With the triumph of the moment waning, Pavlidis handed the python over to Kalil. She grasped the snake behind its head, and it squirmed, twitching back and forth. Fort Lauderdale’s lights glowed on the horizon. Frogs croaked in the grass, and tiny flecks of stars hovered in the vast dome of the Everglades sky.
Kalil removed her glove and stroked the snake’s head with her bare finger. Its scales were smooth and cool. Burmese pythons are beautiful creatures. Kalil has always loved them and snakes in general. She even has a pet ball python named Benny that she found abandoned in the glades.
Stopping the Burmese pythons and their takeover of the Everglades is an ecological trolley problem: To save the Everglades and all of the animals in it, could Kalil kill the invasive snakes she loved? At the end of the day, she would take out her .22 pistol from its holster and do what she had to do.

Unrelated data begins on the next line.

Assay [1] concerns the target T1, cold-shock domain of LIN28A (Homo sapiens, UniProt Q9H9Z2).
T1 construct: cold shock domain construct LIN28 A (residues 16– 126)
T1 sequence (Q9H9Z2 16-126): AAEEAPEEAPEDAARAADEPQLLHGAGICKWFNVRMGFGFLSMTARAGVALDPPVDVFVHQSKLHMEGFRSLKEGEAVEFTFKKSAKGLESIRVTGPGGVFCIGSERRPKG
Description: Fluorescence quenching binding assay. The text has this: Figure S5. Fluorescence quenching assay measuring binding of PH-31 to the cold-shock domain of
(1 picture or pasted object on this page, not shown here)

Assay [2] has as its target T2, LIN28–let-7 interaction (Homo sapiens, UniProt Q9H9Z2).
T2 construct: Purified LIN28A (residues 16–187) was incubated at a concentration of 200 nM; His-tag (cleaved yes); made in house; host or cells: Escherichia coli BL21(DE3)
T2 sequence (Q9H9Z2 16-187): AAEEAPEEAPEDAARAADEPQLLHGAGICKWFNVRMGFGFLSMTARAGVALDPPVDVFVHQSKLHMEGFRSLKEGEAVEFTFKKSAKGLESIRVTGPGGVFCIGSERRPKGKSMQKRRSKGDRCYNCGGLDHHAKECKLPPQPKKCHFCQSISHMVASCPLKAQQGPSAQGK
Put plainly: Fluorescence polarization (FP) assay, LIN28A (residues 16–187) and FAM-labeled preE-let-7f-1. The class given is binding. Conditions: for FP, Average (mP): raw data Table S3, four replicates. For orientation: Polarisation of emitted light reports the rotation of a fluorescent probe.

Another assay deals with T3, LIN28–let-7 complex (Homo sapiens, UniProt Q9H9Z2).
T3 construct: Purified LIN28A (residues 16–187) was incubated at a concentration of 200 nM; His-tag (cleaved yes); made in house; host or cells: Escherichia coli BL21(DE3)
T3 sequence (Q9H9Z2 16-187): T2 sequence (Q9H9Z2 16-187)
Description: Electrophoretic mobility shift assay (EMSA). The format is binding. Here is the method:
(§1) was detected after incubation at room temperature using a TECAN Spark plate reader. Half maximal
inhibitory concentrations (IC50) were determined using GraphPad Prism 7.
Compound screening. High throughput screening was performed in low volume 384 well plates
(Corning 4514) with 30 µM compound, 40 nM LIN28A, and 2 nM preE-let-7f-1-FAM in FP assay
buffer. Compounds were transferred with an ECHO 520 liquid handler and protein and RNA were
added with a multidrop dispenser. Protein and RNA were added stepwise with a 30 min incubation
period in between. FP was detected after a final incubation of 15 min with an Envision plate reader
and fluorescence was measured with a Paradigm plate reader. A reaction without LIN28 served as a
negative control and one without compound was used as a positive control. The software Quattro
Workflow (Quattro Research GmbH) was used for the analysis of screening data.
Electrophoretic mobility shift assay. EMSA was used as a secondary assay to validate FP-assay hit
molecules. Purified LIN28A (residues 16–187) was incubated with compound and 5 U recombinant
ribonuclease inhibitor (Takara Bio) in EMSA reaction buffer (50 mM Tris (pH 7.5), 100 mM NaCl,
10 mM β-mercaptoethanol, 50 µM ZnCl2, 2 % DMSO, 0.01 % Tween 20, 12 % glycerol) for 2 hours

It was Wednesday, January 15, and Daniel Moniz, 26, was sweating. He had been biking a levee near the Tamiami Trail on the Miccosukee Indian Reservation with his sister since 9 A.M. So far they had ridden 18 miles, but they hadn’t seen a single gleam of scales in the grass. With 13 miles left to go and the sun blazing down, Moniz and his sister slowed to a crawl. He had to remind himself what he was doing this for.
Moniz, with his curly, light-brown hair gathered into a ponytail and his red-tinged beard framing an affable smile, doesn’t look like a seasoned hunter, but he’s a former winner of the Python Challenge. He won the event in 2016 by capturing 13 snakes and taking the prize for the longest, a massive 13.7-foot catch. (The largest Burmese python ever captured in the Everglades, however, was more than 18 feet long and weighed 98 pounds.)